A detailed and comprehensive discussion of acne scars

A detailed and comprehensive discussion of acne scars starts with causes of scarring, prevention of scarring, types of scars, and treatments for scars.

Before talking about scars, a word about spots that may look like scars but are not scars in the sense that a permanent change has occurred. Even though they are not true scars and disappear in time, they are visible and can cause embarrassment.

Macules or “pseudo-scars” are flat, red or reddish spots that are the final stage of most inflamed acne lesions. After an inflamed acne lesion flattens, a macule may remain to “mark the spot” for up to 6 months. When the macule eventually disappears, no trace of it will remain—unlike a scar.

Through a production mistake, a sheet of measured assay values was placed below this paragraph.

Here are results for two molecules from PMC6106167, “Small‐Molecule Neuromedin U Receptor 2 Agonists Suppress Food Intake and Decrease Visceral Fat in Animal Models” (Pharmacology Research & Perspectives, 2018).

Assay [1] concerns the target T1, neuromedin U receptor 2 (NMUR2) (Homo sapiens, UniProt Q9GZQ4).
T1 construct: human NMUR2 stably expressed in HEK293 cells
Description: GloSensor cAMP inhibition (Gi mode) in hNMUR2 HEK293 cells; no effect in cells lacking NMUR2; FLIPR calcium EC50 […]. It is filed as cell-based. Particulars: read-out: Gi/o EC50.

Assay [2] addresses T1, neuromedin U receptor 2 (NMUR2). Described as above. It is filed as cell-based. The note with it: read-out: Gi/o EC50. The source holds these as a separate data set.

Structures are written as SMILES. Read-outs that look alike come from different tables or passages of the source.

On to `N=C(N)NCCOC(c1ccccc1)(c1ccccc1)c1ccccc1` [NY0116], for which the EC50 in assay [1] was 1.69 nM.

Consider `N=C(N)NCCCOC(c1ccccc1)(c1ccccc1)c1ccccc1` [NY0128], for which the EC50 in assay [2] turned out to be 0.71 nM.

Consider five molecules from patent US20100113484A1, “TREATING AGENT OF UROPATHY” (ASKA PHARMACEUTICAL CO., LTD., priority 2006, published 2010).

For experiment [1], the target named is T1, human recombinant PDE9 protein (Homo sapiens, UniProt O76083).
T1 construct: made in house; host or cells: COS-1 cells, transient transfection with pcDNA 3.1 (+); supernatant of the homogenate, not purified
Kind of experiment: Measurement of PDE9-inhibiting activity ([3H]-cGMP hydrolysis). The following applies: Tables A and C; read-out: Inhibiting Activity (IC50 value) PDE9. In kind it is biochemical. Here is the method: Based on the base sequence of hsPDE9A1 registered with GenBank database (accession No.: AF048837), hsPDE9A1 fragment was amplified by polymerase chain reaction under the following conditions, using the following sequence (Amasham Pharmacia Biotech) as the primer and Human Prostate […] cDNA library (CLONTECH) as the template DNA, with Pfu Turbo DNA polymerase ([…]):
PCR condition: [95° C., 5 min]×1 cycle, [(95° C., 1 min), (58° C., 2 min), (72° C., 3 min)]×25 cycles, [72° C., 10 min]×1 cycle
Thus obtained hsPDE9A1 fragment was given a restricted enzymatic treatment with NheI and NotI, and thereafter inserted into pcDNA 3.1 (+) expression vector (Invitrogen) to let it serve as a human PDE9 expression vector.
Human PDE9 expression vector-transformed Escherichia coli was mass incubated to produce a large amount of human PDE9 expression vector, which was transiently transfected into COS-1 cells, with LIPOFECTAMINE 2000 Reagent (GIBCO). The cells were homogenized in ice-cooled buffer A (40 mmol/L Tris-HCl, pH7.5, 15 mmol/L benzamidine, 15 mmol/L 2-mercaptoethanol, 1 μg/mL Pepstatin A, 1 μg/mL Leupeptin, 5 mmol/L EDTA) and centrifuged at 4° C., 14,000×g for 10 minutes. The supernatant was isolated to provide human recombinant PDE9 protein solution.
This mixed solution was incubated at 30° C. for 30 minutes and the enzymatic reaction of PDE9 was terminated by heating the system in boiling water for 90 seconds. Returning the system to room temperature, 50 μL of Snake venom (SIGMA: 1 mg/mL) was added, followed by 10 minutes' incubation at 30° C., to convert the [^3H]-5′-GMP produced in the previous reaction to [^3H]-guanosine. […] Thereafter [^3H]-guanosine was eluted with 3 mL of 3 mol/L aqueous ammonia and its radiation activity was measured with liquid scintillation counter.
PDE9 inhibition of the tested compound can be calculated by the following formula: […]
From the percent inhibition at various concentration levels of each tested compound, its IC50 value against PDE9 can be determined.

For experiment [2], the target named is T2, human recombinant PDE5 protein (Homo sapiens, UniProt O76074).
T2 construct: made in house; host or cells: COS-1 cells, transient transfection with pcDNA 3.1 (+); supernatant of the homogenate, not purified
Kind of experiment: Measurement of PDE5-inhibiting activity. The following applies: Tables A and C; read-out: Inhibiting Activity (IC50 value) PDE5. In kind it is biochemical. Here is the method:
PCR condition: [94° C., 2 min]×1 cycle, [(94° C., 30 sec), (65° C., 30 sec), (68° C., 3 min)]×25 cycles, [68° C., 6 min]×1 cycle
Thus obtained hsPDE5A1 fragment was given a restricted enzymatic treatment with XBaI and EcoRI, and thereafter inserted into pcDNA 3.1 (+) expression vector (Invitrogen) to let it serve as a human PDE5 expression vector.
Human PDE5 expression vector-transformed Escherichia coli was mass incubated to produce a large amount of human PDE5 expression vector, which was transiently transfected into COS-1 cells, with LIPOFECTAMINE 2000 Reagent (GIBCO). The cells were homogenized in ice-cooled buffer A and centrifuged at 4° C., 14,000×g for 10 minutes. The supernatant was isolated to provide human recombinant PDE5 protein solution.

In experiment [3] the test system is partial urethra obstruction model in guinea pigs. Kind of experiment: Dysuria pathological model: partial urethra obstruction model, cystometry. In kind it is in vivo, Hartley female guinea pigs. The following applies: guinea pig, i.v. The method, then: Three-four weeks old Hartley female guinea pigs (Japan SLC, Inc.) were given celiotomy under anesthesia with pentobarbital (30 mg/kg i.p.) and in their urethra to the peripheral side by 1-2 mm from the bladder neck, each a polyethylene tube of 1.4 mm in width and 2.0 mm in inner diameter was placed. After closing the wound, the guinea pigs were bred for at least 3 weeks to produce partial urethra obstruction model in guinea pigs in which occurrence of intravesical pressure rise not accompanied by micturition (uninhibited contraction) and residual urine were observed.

Post-inflammatory pigmentation is discoloration of the skin at the site of a healed or healing inflamed acne lesion. It occurs more frequently in darker-skinned people, but occasionally is seen in people with white skin. Early treatment by a dermatologist may minimize the development of post-inflammatory pigmentation. Some post-inflammatory pigmentation may persist for up to 18 months, especially with excessive sun exposure. Chemical peeling may hasten the disappearance of post-inflammatory pigmentation.

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